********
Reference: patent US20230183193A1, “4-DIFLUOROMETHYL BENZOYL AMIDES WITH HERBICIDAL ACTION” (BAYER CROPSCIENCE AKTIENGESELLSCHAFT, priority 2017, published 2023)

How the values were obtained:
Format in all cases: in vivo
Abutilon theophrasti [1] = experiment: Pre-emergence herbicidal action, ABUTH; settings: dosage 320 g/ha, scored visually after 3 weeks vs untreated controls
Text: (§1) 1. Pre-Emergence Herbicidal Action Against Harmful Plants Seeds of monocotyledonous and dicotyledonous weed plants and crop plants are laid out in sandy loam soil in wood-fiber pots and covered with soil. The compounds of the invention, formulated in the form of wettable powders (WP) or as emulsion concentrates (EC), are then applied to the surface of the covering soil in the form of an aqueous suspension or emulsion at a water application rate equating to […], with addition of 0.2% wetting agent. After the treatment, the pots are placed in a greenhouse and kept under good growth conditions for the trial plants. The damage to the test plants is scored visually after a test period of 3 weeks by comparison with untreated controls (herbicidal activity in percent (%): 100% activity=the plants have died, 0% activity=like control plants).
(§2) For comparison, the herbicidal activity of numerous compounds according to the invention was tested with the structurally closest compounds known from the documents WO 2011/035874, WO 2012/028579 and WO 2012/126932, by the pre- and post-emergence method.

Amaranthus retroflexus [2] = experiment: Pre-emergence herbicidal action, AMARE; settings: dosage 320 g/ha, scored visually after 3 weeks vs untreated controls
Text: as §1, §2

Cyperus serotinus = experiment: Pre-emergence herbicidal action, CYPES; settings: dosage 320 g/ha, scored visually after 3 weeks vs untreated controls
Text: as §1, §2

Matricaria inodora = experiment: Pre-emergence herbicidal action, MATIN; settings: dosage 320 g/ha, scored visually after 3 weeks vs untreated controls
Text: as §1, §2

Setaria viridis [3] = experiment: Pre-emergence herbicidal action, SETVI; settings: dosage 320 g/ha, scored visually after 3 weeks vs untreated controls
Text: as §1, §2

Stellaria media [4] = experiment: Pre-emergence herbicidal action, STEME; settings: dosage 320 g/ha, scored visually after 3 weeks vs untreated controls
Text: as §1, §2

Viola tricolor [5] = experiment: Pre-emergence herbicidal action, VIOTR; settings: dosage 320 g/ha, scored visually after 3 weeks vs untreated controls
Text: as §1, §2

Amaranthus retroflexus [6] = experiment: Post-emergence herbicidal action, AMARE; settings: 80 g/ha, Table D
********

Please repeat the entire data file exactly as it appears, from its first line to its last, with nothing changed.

Reference: patent US20230183193A1, “4-DIFLUOROMETHYL BENZOYL AMIDES WITH HERBICIDAL ACTION” (BAYER CROPSCIENCE AKTIENGESELLSCHAFT, priority 2017, published 2023)

How the values were obtained:
Format in all cases: in vivo
Abutilon theophrasti [1] = experiment: Pre-emergence herbicidal action, ABUTH; settings: dosage 320 g/ha, scored visually after 3 weeks vs untreated controls
Text: (§1) 1. Pre-Emergence Herbicidal Action Against Harmful Plants Seeds of monocotyledonous and dicotyledonous weed plants and crop plants are laid out in sandy loam soil in wood-fiber pots and covered with soil. The compounds of the invention, formulated in the form of wettable powders (WP) or as emulsion concentrates (EC), are then applied to the surface of the covering soil in the form of an aqueous suspension or emulsion at a water application rate equating to […], with addition of 0.2% wetting agent. After the treatment, the pots are placed in a greenhouse and kept under good growth conditions for the trial plants. The damage to the test plants is scored visually after a test period of 3 weeks by comparison with untreated controls (herbicidal activity in percent (%): 100% activity=the plants have died, 0% activity=like control plants).
(§2) For comparison, the herbicidal activity of numerous compounds according to the invention was tested with the structurally closest compounds known from the documents WO 2011/035874, WO 2012/028579 and WO 2012/126932, by the pre- and post-emergence method.

Amaranthus retroflexus [2] = experiment: Pre-emergence herbicidal action, AMARE; settings: dosage 320 g/ha, scored visually after 3 weeks vs untreated controls
Text: as §1, §2

Cyperus serotinus = experiment: Pre-emergence herbicidal action, CYPES; settings: dosage 320 g/ha, scored visually after 3 weeks vs untreated controls
Text: as §1, §2

Matricaria inodora = experiment: Pre-emergence herbicidal action, MATIN; settings: dosage 320 g/ha, scored visually after 3 weeks vs untreated controls
Text: as §1, §2

Setaria viridis [3] = experiment: Pre-emergence herbicidal action, SETVI; settings: dosage 320 g/ha, scored visually after 3 weeks vs untreated controls
Text: as §1, §2

Stellaria media [4] = experiment: Pre-emergence herbicidal action, STEME; settings: dosage 320 g/ha, scored visually after 3 weeks vs untreated controls
Text: as §1, §2

Viola tricolor [5] = experiment: Pre-emergence herbicidal action, VIOTR; settings: dosage 320 g/ha, scored visually after 3 weeks vs untreated controls
Text: as §1, §2

Amaranthus retroflexus [6] = experiment: Post-emergence herbicidal action, AMARE; settings: 80 g/ha, Table D